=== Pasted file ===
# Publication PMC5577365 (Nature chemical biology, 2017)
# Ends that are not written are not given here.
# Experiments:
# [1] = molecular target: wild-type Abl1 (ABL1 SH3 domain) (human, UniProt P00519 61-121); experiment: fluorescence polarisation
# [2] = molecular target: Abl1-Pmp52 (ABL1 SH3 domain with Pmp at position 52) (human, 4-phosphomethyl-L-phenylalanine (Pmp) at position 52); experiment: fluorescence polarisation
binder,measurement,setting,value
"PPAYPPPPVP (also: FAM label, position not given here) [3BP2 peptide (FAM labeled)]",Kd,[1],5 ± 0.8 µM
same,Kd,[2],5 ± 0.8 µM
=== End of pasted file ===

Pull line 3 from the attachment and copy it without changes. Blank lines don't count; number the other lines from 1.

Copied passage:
# Experiments: